A senior Metropolitan Police officer has said policing in the run-up to the Queen’s funeral will be a “hugely complex operation”.
Deputy Assistant Commissioner Stuart Cundy on Sunday said hundreds of extra officers had already been called in as thousands descended on the capital following the monarch’s death.
Officers are likely to be concerned with managing crowds, with a huge number of mourners expected to queue for several hours, including overnight, to pay their respects to the Queen as she lies in state, expected to be from Wednesday.
Leaders from around the globe will also travel to the UK for the state funeral on Monday, meaning security will be of increased concern.
Mr Cundy said: “Our role is to ensure this is going to be a safe and a secure set of events.
“Our policing operation is hugely complex, with a huge amount of detail within it, as you can well imagine.
“So we’re always mindful of all manner of different potential things that might occur. We know that not just the eyes of the United Kingdom but the world will be on London at this point in time.”
Members of the public are being encouraged to engage with police and speak to them if they have any concerns.
Mr Cundy said: “This is a point in time for everybody to remember Her late Majesty the Queen, to pay respects, and I think also to celebrate the long life of public service which she demonstrated.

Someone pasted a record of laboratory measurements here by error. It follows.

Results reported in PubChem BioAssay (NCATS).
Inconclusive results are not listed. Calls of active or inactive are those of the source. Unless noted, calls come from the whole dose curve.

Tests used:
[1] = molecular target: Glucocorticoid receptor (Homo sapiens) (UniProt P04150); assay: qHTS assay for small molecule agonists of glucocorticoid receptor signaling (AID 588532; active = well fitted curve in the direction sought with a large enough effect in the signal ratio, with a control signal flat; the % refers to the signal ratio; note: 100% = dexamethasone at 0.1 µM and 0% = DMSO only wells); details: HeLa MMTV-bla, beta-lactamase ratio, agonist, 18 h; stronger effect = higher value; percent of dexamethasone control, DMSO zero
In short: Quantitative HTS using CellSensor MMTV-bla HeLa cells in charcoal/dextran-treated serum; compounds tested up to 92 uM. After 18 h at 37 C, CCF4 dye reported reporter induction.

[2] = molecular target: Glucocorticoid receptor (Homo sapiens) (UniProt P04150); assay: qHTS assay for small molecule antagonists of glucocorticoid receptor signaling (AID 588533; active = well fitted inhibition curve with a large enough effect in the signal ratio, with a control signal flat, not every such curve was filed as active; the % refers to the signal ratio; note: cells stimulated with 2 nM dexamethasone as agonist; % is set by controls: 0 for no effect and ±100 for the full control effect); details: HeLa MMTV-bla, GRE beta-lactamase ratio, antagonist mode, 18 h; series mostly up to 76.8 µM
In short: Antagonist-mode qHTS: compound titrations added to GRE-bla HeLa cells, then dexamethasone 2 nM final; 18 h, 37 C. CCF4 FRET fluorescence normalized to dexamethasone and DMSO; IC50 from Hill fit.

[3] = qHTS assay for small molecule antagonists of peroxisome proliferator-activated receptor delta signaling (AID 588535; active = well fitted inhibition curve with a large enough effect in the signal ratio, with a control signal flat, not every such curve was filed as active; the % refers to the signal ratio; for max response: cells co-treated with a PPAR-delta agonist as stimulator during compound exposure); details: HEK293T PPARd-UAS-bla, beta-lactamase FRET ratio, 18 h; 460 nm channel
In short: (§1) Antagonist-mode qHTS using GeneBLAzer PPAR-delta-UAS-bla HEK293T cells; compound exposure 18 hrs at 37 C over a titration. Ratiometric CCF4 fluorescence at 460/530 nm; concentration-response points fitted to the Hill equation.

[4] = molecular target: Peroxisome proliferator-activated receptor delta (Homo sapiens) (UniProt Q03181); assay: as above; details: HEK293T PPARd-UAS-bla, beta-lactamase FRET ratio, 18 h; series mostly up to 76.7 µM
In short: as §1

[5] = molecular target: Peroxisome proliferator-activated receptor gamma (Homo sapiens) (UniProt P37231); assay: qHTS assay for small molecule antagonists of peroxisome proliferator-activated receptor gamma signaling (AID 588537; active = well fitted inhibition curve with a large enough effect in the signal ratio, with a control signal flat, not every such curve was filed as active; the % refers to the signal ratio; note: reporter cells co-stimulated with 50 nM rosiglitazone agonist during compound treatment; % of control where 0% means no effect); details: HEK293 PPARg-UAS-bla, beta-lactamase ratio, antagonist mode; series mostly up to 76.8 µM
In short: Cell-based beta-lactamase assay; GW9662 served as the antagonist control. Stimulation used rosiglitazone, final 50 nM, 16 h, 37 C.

“As a police officer, we swear a solemn oath and it’s a real privilege to be serving His Majesty the King. The Met is well prepared and people will already have seen significant policing presence of my colleagues here in London, and that will continue to build over the coming days.
“We’re working closely with other police forces here in London, and many other partners and other agencies that are involved in the many events that will take place from now leading up to the state funeral on Monday.”
World leaders are expected to be in London for the state funeral, but Mr Cundy said the force was prepared for their visit.
He said: “As part of our policing operation, and we have much experience with this here in the Met Police, is to protect key individuals that may be coming at different points in time, but particularly to the state funeral on Monday, and then undoubtedly that will be many people, many significant individuals from across the world, but we have excellent protection officers that will be working with other colleagues to ensure that there’s a safe and secure environment for people to come and pay their respects and to remember that life and public service of Her late Majesty the Queen.”